If you think a movie about Edgar Allan Poe won't have enough action for you, this is a movie for you. If you're more literary minded and think this movie will have too many inaccuracies or violate Poe's character or will throw in too much action, you won't be disappointed.

Reviewed by napierslogs 7 / 10

Poe's literary roots still shine through the action-influenced detective story

A merging of the life of Edgar Allan Poe, his poetry, the crimes of his stories and a woven, fictional tale of all of the above is "The Raven". In the opening minute, I was ready to knock the film down for missing some of the significant details of The Murders in the Rue Morgue. Except this film isn't trying to faithfully recreate anything, you just have to get interested in a Poe-based detective story.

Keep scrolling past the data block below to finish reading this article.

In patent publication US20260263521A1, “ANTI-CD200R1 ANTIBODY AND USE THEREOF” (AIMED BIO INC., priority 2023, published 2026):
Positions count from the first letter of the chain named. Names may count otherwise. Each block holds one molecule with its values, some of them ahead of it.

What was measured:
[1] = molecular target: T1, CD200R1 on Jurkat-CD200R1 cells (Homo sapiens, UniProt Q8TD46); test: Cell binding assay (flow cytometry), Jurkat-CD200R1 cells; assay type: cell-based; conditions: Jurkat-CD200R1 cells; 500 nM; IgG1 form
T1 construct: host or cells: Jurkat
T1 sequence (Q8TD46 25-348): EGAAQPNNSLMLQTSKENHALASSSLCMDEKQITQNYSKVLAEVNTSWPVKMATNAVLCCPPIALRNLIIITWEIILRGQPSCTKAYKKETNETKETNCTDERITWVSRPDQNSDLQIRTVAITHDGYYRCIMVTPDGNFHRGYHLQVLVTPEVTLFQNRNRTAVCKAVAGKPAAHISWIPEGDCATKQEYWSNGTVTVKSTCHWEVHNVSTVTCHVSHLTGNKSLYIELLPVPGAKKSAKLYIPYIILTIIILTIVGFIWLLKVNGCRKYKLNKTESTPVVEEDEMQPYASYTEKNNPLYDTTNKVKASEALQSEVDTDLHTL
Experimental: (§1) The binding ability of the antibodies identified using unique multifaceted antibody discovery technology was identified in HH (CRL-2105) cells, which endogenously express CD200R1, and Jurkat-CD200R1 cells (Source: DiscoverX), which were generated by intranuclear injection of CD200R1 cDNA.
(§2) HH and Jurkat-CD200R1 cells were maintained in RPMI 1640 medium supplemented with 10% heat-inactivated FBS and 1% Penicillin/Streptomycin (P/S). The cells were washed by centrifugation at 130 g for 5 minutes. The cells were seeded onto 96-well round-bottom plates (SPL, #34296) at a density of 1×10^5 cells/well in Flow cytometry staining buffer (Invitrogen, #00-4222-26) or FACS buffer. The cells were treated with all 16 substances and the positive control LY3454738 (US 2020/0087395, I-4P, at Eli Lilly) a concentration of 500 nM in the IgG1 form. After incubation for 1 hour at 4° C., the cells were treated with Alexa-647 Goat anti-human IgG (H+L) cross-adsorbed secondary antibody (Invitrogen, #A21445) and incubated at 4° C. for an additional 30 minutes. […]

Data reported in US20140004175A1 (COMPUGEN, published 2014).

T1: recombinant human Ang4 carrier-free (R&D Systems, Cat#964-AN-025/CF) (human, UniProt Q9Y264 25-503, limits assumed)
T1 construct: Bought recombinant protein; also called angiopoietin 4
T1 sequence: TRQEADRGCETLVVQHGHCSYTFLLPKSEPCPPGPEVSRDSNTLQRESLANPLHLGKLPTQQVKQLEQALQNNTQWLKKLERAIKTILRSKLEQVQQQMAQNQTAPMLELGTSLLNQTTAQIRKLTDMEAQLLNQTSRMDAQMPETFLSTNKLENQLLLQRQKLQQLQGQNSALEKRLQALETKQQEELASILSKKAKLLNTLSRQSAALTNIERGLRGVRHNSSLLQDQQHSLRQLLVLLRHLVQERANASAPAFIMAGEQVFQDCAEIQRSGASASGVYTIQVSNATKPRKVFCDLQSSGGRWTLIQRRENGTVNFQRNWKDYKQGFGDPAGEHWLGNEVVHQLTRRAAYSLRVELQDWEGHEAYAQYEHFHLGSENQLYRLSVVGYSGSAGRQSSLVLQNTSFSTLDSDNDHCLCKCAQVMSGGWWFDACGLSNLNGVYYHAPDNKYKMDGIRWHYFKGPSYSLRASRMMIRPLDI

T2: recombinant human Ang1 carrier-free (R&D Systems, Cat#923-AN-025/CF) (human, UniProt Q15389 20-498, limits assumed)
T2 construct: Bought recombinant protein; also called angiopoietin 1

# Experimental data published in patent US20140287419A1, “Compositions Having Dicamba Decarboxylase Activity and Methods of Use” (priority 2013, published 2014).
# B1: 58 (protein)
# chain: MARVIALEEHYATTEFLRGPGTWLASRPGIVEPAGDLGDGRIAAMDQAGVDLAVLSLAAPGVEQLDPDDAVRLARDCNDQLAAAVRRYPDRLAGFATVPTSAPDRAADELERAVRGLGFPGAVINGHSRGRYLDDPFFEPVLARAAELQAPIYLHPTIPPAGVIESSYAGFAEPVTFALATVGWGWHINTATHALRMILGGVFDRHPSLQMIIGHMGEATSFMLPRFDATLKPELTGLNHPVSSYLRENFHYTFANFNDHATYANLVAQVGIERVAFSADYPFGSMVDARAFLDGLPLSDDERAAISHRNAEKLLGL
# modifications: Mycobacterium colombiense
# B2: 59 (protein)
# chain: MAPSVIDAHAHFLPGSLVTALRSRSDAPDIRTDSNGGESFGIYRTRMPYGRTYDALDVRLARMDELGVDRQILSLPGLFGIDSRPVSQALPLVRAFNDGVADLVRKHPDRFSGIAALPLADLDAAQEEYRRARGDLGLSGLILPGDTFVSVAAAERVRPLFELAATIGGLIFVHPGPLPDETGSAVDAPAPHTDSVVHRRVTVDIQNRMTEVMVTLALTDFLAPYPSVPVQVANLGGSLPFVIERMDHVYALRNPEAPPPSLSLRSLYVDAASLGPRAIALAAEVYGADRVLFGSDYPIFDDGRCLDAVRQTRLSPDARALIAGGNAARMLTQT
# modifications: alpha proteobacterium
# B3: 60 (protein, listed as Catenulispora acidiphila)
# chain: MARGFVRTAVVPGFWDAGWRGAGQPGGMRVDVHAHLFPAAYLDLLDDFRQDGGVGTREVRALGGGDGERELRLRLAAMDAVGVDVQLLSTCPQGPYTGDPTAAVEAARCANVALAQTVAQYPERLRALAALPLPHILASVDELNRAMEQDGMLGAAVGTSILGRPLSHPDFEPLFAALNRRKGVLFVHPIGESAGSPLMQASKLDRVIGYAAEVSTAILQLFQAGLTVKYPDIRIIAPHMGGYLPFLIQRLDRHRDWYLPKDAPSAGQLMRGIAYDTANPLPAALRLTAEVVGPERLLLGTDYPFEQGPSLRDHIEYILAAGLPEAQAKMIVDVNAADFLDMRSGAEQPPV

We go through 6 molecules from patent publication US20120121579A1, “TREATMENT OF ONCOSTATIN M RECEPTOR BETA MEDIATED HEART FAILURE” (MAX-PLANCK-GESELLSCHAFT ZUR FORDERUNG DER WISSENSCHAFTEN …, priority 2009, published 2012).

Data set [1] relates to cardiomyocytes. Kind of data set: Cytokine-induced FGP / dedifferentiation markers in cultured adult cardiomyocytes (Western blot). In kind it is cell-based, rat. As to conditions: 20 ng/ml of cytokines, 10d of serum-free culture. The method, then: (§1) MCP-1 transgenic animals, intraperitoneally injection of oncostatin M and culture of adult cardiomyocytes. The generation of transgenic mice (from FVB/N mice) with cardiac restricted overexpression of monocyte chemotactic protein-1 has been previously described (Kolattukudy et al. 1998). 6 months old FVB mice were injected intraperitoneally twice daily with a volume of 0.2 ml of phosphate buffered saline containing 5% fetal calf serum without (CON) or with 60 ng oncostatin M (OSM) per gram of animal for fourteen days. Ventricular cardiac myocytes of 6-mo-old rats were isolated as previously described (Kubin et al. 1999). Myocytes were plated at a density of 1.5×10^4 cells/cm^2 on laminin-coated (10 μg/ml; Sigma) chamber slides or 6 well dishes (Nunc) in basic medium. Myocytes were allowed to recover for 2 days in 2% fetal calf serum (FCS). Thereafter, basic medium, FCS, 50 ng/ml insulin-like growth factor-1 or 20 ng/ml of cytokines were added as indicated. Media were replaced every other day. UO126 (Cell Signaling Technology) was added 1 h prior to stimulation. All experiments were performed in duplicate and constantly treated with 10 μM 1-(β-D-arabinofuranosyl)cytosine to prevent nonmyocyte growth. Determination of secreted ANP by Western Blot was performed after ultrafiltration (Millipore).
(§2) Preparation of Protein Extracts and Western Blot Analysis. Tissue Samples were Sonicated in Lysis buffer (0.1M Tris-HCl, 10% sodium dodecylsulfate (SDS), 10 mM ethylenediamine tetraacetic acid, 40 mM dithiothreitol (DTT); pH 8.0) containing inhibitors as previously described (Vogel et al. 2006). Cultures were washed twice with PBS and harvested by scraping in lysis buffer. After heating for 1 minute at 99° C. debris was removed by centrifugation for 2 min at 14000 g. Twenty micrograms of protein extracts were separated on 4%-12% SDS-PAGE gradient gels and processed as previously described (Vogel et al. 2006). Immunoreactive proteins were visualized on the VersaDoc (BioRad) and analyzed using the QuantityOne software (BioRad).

Yes, it is fairly gruesome. Perhaps more blood and violence than you would typically find in a Poe story, but as the newspaper editor insisted, that's what the people want. That's likely true, but what I like about Edgar Allan Poe's writing is the intelligence, prose and soulfulness that would be hiding amongst all the murderers and dead bodies. Most stories can be deduced to be about something entirely other than just the crimes. That wasn't really the case here, but that's hardly the fault of the film as they are different mediums.